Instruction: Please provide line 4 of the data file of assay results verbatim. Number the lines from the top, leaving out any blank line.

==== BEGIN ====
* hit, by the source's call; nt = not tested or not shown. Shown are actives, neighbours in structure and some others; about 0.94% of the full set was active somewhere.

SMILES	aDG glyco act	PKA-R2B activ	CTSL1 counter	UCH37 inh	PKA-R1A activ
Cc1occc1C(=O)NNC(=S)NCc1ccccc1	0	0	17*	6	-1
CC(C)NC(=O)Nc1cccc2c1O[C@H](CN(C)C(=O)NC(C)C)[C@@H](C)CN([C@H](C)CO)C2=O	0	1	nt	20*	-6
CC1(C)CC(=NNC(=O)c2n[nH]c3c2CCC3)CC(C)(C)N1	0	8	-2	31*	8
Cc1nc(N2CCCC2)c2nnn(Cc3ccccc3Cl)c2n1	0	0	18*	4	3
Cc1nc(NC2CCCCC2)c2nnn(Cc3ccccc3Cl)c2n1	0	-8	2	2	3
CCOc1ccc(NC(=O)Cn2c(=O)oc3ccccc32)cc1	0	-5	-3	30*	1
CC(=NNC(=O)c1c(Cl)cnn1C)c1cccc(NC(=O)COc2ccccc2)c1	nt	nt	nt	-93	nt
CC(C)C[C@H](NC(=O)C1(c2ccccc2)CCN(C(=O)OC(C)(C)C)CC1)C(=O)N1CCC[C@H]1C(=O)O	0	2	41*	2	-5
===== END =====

CC(C)NC(=O)Nc1cccc2c1O[C@H](CN(C)C(=O)NC(C)C)[C@@H](C)CN([C@H](C)CO)C2=O	0	1	nt	20*	-6